So sorry to hear about your situation. We had a similar situation when our son first started school refusing a few years go. The school called in the education welfare officer which is a pretty intimidating thing for a parent. Though it was a very difficult situation at the time, eventually the professionals realised the extent of my son’s difficulties and started to behave more sympathetically towards us. At that point I started to feel slightly more confident expressing just how hard it is to raise an autistic child. But I understand your feeling of failure; I used to feel this all the time though I have started to learn to be kinder to myself and not blame myself so much. We owe it to ourselves to be well so that we can do our best as parents but its tough going to be positive all the time. I hope you can find the strength to cope with your situation and that the psychologist can help. It sounds like a positive step forward. Deb

      PS that cup of tea and biscuit sounds a great idea; I reckon we would feel so much better for having a chat and sharing our experiences.

      • Deb says:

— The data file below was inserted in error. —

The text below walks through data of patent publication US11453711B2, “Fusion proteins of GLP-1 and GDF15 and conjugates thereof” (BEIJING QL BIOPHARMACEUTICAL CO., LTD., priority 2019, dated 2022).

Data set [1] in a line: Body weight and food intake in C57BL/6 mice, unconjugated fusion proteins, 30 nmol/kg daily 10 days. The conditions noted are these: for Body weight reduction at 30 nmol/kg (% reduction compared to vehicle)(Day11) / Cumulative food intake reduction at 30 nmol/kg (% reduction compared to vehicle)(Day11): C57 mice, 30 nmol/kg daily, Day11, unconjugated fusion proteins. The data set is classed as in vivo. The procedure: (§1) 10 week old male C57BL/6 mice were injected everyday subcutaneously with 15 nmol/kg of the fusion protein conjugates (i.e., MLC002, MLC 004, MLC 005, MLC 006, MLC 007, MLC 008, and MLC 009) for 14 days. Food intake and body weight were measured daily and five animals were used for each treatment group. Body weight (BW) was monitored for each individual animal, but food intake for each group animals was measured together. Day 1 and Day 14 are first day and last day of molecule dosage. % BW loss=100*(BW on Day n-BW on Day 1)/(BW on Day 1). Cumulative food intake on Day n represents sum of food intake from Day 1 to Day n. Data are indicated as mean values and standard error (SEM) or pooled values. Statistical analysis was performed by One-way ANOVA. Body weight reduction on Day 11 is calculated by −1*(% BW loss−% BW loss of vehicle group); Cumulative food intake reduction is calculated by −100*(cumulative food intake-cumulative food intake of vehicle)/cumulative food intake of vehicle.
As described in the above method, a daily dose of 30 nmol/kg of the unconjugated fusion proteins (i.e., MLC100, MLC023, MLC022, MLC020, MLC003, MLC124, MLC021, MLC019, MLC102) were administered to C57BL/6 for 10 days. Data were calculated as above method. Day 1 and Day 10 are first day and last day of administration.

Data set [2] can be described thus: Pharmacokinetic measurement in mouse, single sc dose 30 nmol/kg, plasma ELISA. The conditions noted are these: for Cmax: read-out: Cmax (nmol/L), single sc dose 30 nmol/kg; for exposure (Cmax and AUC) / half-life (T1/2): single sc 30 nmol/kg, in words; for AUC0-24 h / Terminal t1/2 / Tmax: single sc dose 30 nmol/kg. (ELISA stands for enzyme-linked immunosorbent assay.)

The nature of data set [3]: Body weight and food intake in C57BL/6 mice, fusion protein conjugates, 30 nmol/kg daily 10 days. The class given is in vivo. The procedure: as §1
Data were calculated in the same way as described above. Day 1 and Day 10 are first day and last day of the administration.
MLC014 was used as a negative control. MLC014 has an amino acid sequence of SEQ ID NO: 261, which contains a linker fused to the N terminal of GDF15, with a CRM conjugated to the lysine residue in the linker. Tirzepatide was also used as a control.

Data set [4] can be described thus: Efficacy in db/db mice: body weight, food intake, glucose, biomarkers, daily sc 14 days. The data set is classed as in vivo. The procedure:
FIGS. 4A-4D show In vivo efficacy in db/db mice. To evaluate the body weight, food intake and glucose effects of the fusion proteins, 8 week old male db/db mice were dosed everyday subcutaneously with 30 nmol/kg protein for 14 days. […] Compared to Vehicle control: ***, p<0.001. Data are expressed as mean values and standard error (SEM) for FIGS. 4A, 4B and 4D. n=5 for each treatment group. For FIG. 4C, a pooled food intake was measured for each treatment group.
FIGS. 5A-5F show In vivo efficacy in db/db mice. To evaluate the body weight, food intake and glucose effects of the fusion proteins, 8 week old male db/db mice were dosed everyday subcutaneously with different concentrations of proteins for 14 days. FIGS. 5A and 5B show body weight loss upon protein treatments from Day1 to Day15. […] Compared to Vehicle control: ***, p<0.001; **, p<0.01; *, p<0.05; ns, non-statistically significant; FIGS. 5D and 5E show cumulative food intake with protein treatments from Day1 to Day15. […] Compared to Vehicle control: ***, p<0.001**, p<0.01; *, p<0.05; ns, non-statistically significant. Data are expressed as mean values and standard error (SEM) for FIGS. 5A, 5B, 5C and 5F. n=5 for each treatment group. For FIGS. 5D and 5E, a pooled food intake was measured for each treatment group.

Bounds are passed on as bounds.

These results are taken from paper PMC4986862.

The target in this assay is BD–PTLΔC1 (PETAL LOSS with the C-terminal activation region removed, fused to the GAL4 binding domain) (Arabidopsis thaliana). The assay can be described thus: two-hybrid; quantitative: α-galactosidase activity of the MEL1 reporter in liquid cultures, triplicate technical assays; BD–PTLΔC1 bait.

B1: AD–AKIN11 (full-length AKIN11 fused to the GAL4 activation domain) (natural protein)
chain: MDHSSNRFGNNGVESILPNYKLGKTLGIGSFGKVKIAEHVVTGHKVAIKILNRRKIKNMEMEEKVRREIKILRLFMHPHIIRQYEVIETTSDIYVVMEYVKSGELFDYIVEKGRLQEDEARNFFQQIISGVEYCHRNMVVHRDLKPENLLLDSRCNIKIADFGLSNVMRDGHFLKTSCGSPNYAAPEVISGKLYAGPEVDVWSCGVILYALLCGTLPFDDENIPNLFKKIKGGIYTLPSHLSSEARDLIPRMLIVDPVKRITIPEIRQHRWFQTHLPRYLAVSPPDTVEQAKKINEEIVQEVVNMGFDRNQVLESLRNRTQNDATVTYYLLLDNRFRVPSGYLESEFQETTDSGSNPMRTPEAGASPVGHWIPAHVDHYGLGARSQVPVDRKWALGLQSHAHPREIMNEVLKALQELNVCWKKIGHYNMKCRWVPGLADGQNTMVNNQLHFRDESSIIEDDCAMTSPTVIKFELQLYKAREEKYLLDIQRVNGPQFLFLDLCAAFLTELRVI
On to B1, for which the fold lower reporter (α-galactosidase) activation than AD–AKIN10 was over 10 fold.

Yeah, it comes and goes that I feel like a failure. But I realize that I’m only doing the best I can. I can’t do a good job of it if I’m too down. Yes, I’m sure the psychologist to talk to, on a professional level, will help immensely. I’ve felt the lack of one. I did have a lovely lady to talk to but we paid for her privately with the help of my husband’s insurance through his work. But he lost that job and got another one with no extra health benefits. So, it was a case of my requesting one from the province but that got nowhere. So, now finally they’re listening to me. It’ll be a 4 to 6 month wait while they process the claim and arrange for one to see me. Frustrating to wait that long. Anyhow, we’re having a case worker come to the house once per month to check up and go over plans to manage the girls in the best way possible. That’ll continue for a minimum of 9 months. They want to make sure that the kids are in school and attending properly. We signed a contract that promised that we’d work with them. It was either that, or they’d be taking us to court to have a court say you have to accept their offer of help. So, anyhow, I live with that thought that they’ll be in our life for the next year, appoximately. Yes, I do hope it works out for the best.